How mighty MEMS move and break
Image: Still from an incredible video that tracks exactly how MEMS move (see video below).
Researchers at the National Institute of Standards and Technology have unveiled an incredible video of a moving microelectromechanical motor rotating a gear at nanometre and microradian, and millisecond scales.
Captured using a custom particle-tracking method, the video forms part of NIST's investigations to understand how microelectromechanical systems - MEMS - operate, wear and break.
By using such microscopic failure analysis, researchers hope to improve the reliability of MEMS components used in miniature drones, forceps for eye surgery, sensors and more.
Over the past decade, NIST researchers have measured the motion and interactions between MEMS components with the latest measurements being made on the scale of thousandths of a second.
Operating at these blistering fast time scales allowed Samuel Stavis, Craig Copeland, and colleagues, to resolve fine details of the transient and erratic motions that can take place before and during MEMS failure.
What's more, the measurements also allowed repetitive testing, necessary for assessing the durability of the miniature mechanical systems, to be conducted more quickly.
As part of the system set-up, the researchers labelled the MEMS torsion frame with fluorescent particles to track motion.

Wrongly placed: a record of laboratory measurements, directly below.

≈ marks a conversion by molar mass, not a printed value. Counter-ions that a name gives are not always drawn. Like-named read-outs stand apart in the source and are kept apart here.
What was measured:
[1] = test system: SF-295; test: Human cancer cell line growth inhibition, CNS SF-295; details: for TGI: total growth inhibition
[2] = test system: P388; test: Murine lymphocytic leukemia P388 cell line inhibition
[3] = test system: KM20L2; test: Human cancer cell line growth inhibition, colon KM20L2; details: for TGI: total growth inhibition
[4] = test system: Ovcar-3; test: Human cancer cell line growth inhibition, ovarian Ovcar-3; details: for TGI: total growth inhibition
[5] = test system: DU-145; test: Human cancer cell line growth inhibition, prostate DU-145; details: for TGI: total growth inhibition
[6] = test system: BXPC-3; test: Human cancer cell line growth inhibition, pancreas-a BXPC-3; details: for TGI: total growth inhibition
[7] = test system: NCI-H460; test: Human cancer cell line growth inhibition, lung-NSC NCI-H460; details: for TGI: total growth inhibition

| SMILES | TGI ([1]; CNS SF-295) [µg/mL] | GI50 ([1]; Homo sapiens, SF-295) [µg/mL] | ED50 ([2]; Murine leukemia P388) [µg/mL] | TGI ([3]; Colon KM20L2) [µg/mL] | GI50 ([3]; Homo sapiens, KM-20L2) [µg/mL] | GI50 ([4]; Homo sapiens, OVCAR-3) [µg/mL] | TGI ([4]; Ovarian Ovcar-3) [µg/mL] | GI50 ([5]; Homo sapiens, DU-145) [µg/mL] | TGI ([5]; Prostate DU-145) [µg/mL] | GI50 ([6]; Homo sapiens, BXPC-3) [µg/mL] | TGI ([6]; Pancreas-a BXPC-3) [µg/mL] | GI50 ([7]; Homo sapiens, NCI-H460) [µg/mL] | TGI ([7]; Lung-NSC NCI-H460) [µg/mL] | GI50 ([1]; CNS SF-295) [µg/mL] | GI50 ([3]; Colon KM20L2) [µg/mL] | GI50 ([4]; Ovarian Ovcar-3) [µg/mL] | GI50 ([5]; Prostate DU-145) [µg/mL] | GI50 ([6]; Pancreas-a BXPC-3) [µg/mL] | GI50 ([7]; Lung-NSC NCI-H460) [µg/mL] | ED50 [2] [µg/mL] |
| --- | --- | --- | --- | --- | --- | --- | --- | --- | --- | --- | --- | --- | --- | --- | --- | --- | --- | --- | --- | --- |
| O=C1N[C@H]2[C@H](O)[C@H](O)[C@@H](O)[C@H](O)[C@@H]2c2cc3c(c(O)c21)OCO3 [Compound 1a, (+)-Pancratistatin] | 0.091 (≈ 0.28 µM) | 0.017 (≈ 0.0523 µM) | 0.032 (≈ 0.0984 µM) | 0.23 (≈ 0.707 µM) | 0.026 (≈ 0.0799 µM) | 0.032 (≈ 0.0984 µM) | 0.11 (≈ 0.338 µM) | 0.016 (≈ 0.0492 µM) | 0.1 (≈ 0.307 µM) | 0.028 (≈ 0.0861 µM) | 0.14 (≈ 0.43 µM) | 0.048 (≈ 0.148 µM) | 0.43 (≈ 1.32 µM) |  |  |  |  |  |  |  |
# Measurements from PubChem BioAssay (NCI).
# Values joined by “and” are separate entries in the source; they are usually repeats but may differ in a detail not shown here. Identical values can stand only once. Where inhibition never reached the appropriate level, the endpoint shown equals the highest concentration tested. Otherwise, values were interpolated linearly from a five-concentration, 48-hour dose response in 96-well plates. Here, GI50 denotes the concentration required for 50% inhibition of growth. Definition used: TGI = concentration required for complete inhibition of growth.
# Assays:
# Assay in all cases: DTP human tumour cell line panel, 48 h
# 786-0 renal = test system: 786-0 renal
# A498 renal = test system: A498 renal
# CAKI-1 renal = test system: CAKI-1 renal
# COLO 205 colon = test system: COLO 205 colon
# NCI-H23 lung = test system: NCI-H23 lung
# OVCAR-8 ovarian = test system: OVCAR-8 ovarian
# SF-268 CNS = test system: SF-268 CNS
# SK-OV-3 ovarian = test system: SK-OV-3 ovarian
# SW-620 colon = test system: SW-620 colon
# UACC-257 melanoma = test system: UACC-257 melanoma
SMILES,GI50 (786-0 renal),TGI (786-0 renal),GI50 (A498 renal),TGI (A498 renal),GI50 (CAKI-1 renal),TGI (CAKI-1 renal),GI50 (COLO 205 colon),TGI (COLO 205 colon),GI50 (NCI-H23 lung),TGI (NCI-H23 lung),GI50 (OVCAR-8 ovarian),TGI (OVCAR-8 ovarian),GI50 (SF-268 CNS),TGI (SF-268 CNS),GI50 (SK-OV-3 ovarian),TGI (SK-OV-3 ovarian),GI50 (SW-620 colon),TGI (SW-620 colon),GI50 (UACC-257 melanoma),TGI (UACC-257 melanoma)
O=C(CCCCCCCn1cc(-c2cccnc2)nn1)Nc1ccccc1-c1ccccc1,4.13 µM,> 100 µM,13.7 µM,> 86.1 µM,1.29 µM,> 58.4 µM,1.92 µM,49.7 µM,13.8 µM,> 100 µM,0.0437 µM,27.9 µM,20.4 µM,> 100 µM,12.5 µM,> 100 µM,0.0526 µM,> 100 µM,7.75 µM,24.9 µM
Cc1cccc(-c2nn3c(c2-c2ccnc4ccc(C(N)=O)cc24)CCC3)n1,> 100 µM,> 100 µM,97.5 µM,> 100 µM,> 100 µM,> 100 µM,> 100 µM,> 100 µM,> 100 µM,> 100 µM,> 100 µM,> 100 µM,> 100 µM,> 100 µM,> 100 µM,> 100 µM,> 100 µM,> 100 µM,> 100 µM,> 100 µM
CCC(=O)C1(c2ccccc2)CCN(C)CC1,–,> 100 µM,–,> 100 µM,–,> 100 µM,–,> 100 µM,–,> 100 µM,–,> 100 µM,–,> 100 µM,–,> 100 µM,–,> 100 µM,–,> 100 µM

Using brightfield optical microscopy and CMOS cameras to view and image the light-emitting particles, the researchers tracked displacements as small as a few billionths of a metre and rotations as tiny as several millionths of a radian.
"If you cannot measure how the components of a MEMS move at the relevant length and time scales, then it is difficult to understand how they work and how to improve them," highlights Copeland.
This video shows real images of a microscopic gear and actuator in a MEMS (microelectromechanical system) device. A tiny actuator moves back and forth in a ratcheting motion that drives the rotation of a microscopic ring gear. [Jennifer Lauren Lee/NIST. Music credit: Kevin MacLeod].
According to the researchers, they calibrated their optical microscope to ensure accurate localization, eliminating errors due to non-uniform magnification.
They also corrected errors due to rotation of the torsion frame out of the imaging plane.
As Copeland points out, they also traded-off spatial range for temporal resolution by decreasing the readout height of their CMOS camera to 128 pixels, and increasing the readout rate to 1 kHz.
In their test system, the researchers tested part of a microelectromechanical motor, with the test part snapping back and forth, rotating a gear through a ratchet mechanism.
The team found that the jostling of contacting parts in the system, and wear of the contacting surfaces, could all play a key role in the durability of MEMS.
"We tested a torsional ratcheting actuator and observed dynamic behaviour ranging from nearly perfect repeatability, to transient feedback and stiction, to terminal failure," says Stavis. "This
new measurement capability will help to understand and improve MEMS motion."
"Our tracking method is broadly applicable to study the motion of microsystems, and we continue to advance it," he adds.
Research is published in Journal of Microelectromechanical Systems.